European agency, Sikorsky at odds

Rob Antle
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Helicopter company disputes info bulletin

The European Aviation Safety Agency (EASA) issued a non-mandatory safety information bulletin Tuesday concerning Sikorsky S-92A helicopters, but the chopper manufacturer said EASA has misinterpreted two letters the company sent to owners and operators.

"I frankly am puzzled about why EASA put out that (bulletin)," Sikorsky spokesman Paul Jackson told The Telegram late Tuesday evening.

The European Aviation Safety Agency (EASA) issued a non-mandatory safety information bulletin Tuesday concerning Sikorsky S-92A helicopters, but the chopper manufacturer said EASA has misinterpreted two letters the company sent to owners and operators.

"I frankly am puzzled about why EASA put out that (bulletin)," Sikorsky spokesman Paul Jackson told The Telegram late Tuesday evening.

EASA said Tuesday it was reacting to two separate safety advisories issued by Sikorsky - the first in September 2008 and the second on Saturday, March 14, just two days after Cougar Helicopters Flight 491 ditched and sank in the Atlantic Ocean 55 kilometres east of St. John's.

But Sikorsky officials told The Telegram their two advisories bear no relation to the March 12 accident, which killed 17 of the 18 people on board.

According to EASA, Sikorsky published a safety bulletin in September to inform owners and operators of impending changes to the helicopter's flight manual. Those changes, EASA said, were "prompted by service difficulties with the S-92A MGB lubrication system." The term "MGB" refers to the chopper's main gearbox.

The European agency said it issued Tuesday's bulletin because the procedures specified by Sikorsky last September were not approved by the Federal Aviation Administration (FAA) in the U.S., or by EASA.

But according to Sikorsky, the September letter was just a heads-up about something that could happen down the road.

"Sikorsky's practice is to provide operators with transparency and to supply information as it becomes available," Jackson said. "This bulletin was simply notice of a proposed change, with no directive to comply either then or now pending all required approvals per normal procedures."

Jackson noted that the subsequent March 14 letter was intended to remind S-92A operators of all-service bulletins - documents released by manufacturers about recommended maintenance changes - issued over the previous 90 days.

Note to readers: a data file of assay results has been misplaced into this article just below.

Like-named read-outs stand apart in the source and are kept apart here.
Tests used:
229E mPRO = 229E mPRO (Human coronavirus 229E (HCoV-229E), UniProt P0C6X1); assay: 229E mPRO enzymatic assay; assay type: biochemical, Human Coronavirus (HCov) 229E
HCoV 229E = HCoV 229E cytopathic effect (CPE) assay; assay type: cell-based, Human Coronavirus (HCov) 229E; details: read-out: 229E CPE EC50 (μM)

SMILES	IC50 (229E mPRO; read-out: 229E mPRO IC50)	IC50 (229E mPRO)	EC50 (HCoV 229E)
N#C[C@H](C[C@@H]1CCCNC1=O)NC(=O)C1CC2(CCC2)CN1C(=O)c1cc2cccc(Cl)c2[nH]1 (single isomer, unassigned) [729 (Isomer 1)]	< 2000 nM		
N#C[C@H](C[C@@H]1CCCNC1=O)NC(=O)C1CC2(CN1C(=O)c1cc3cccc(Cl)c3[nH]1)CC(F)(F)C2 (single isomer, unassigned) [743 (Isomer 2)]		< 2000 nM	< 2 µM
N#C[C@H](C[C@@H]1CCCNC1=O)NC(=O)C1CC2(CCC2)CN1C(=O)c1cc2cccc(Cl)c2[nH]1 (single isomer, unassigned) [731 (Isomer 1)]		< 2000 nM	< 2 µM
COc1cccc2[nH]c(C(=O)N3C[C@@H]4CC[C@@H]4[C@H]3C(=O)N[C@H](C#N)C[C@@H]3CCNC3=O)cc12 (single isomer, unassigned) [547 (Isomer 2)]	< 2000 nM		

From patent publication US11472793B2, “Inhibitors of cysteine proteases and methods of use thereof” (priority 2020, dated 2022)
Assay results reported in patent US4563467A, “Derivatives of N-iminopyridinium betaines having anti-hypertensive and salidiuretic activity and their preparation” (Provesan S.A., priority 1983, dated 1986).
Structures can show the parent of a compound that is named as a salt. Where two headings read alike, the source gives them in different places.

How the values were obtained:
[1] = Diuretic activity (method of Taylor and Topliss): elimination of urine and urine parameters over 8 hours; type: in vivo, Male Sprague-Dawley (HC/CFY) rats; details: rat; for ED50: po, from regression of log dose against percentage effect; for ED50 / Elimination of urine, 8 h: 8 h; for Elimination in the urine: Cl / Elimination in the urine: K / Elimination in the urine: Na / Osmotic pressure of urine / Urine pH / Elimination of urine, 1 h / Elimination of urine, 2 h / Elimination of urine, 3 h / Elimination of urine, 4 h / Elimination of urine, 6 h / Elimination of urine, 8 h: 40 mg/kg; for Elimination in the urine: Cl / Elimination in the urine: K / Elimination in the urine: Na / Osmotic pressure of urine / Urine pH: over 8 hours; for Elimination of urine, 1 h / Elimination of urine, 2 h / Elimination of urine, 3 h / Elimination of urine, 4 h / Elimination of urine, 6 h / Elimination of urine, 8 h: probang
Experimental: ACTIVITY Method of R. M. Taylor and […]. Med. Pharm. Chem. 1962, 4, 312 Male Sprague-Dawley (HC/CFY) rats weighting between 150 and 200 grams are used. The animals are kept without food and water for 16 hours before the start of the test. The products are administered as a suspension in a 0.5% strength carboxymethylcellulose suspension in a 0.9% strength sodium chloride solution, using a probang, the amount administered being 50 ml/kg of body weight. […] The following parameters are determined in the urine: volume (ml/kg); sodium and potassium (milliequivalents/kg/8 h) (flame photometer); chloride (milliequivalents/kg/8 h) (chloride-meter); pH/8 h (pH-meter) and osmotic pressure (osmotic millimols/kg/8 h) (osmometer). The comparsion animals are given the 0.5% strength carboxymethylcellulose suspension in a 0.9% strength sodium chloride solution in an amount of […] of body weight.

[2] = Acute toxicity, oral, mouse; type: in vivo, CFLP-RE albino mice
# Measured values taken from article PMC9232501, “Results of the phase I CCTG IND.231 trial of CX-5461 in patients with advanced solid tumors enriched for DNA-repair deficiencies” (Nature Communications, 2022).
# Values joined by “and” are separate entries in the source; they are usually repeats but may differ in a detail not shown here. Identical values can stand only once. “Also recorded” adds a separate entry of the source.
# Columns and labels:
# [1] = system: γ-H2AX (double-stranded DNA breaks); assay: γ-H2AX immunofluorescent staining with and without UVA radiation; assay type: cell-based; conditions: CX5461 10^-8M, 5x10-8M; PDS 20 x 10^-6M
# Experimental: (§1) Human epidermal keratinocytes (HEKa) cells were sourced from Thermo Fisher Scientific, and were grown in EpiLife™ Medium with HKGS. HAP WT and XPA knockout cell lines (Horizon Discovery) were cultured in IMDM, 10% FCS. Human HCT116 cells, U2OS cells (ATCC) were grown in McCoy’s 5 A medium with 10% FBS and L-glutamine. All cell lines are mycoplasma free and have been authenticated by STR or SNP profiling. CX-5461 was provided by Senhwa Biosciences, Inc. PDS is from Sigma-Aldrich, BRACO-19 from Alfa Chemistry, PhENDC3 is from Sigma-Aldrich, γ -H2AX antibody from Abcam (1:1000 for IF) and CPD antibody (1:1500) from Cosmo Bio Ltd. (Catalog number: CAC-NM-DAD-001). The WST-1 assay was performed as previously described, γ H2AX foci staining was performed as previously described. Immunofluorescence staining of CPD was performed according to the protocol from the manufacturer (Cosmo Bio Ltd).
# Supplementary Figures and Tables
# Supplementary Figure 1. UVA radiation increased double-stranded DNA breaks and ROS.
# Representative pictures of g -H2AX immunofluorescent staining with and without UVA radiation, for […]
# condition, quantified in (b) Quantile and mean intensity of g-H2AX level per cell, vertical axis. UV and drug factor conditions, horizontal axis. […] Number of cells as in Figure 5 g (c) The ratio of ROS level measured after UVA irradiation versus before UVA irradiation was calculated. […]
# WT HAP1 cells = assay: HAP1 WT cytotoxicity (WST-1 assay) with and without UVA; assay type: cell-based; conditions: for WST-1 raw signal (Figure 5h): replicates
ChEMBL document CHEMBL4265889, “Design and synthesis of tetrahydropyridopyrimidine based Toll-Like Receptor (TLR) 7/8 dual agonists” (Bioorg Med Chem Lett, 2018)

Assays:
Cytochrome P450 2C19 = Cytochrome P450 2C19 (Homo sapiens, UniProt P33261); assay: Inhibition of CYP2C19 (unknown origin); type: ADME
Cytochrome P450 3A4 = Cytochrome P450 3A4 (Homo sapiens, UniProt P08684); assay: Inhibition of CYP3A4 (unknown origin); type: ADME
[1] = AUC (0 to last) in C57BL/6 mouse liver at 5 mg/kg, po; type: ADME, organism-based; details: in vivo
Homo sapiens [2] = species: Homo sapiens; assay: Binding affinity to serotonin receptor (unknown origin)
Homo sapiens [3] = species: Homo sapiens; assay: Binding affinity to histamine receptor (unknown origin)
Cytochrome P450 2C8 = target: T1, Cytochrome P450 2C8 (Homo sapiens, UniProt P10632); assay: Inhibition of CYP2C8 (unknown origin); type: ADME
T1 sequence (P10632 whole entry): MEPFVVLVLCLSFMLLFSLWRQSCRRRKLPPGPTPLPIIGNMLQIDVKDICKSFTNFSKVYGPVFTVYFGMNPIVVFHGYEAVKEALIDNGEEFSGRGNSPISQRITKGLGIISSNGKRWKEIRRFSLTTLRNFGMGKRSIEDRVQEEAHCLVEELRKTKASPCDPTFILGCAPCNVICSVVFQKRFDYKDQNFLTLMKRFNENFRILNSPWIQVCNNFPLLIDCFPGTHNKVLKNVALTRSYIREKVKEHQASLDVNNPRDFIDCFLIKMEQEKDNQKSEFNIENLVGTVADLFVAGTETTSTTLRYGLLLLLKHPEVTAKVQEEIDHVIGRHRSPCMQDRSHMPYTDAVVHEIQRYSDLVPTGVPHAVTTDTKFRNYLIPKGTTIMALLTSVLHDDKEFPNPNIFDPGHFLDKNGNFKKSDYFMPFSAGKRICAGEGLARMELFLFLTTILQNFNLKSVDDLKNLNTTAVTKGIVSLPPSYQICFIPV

"It is simply a reminder and not intended, as is stated in the (letter), to suggest any of those bulletins is in any way connected with the recent accident," he said.

Jackson provided a copy of Sikorsky's March 14 letter to The Telegram.

The company stressed in the letter that "no root cause has been determined for the accident."

Transport Canada's initial, preliminary report on last week's crash indicated that the chopper declared a mayday due to a problem with oil pressure in the main gearbox. The helicopter ditched less than 10 minutes later, then sank.

Investigators with the Transportation Safety Board (TSB) are working to determine what happened.

Flight 491's so-called "black box" was recovered and sent to Ottawa Tuesday, while work continued to recover the fuselage of the downed chopper.

Transport Canada spokesman Patrick Charette said the European bulletin was "non-mandatory," and would result in no direct involvement for federal officials in this country.

Charette said Transport Canada tracks official airworthiness directives issued by any certification bodies, such as the FAA.

FAA spokeswoman Alison Duquette said from Washington that the agency is evaluating the Sikorsky and EASA bulletins.

"We have not yet decided if we will take similar action," Duquette said.

Duquette said the FAA could issue a special airworthiness information bulletin, or SAIB - an advisory that alerts, educates and makes recommendations to the aviation community.

SAIBs are less stringent than airworthiness directives, which are mandatory and require that certain safety issues are addressed.

rantle@thetelegram.com

Organizations: European Aviation Safety Agency, The Telegram, Federal Aviation Administration Transport Canada Transportation Safety Board

Geographic location: St. John's, U.S., Ottawa Washington

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Recent comments

  • Oil
    July 02, 2010 - 13:24

    Ask the workers who travel on these aircrafts how many times they had to turn back because of gearbox warnings???

  • Randall
    July 02, 2010 - 13:16

    Just a coincidence? I wonder....

  • oil
    July 02, 2010 - 13:13

    I agree with the above statement. I've been on one with a warning light and we were just about to head back to St.Johns. We had to get another chopper the next day and that chopper we were supposed to go in on, was lowered down to a boat and went back to town that way
    We may have been in the water 10 minutes later if the light never went off

  • Oil
    July 01, 2010 - 20:10

    Ask the workers who travel on these aircrafts how many times they had to turn back because of gearbox warnings???

  • Randall
    July 01, 2010 - 19:57

    Just a coincidence? I wonder....

  • oil
    July 01, 2010 - 19:51

    I agree with the above statement. I've been on one with a warning light and we were just about to head back to St.Johns. We had to get another chopper the next day and that chopper we were supposed to go in on, was lowered down to a boat and went back to town that way
    We may have been in the water 10 minutes later if the light never went off